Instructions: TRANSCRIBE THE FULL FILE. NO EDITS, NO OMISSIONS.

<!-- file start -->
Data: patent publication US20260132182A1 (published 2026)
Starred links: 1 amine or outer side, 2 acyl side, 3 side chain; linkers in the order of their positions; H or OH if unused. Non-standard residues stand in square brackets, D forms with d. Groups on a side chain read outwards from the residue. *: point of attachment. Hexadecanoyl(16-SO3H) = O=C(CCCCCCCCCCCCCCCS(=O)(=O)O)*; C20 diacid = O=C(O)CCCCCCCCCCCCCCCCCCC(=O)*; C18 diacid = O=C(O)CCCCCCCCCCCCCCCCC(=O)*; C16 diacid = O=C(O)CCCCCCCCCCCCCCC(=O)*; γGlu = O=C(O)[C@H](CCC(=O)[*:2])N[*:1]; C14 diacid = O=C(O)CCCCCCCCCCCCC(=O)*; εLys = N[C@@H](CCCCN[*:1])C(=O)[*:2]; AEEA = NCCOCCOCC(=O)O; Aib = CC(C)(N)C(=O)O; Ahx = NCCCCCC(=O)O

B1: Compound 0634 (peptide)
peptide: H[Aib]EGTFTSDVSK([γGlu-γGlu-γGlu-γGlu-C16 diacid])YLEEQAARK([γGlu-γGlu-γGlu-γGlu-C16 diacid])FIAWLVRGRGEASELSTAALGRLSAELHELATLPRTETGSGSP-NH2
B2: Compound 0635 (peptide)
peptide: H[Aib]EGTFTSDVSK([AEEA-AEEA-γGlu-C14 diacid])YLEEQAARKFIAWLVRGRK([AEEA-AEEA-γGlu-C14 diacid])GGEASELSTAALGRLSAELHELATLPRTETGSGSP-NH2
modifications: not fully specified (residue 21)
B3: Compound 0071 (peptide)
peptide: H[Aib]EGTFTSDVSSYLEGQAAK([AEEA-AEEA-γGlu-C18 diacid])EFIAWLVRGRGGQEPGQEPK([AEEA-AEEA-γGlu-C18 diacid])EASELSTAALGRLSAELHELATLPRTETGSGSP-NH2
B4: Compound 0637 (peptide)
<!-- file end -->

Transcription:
Data: patent publication US20260132182A1 (published 2026)
Starred links: 1 amine or outer side, 2 acyl side, 3 side chain; linkers in the order of their positions; H or OH if unused. Non-standard residues stand in square brackets, D forms with d. Groups on a side chain read outwards from the residue. *: point of attachment. Hexadecanoyl(16-SO3H) = O=C(CCCCCCCCCCCCCCCS(=O)(=O)O)*; C20 diacid = O=C(O)CCCCCCCCCCCCCCCCCCC(=O)*; C18 diacid = O=C(O)CCCCCCCCCCCCCCCCC(=O)*; C16 diacid = O=C(O)CCCCCCCCCCCCCCC(=O)*; γGlu = O=C(O)[C@H](CCC(=O)[*:2])N[*:1]; C14 diacid = O=C(O)CCCCCCCCCCCCC(=O)*; εLys = N[C@@H](CCCCN[*:1])C(=O)[*:2]; AEEA = NCCOCCOCC(=O)O; Aib = CC(C)(N)C(=O)O; Ahx = NCCCCCC(=O)O

B1: Compound 0634 (peptide)
peptide: H[Aib]EGTFTSDVSK([γGlu-γGlu-γGlu-γGlu-C16 diacid])YLEEQAARK([γGlu-γGlu-γGlu-γGlu-C16 diacid])FIAWLVRGRGEASELSTAALGRLSAELHELATLPRTETGSGSP-NH2
B2: Compound 0635 (peptide)
peptide: H[Aib]EGTFTSDVSK([AEEA-AEEA-γGlu-C14 diacid])YLEEQAARKFIAWLVRGRK([AEEA-AEEA-γGlu-C14 diacid])GGEASELSTAALGRLSAELHELATLPRTETGSGSP-NH2
modifications: not fully specified (residue 21)
B3: Compound 0071 (peptide)
peptide: H[Aib]EGTFTSDVSSYLEGQAAK([AEEA-AEEA-γGlu-C18 diacid])EFIAWLVRGRGGQEPGQEPK([AEEA-AEEA-γGlu-C18 diacid])EASELSTAALGRLSAELHELATLPRTETGSGSP-NH2
B4: Compound 0637 (peptide)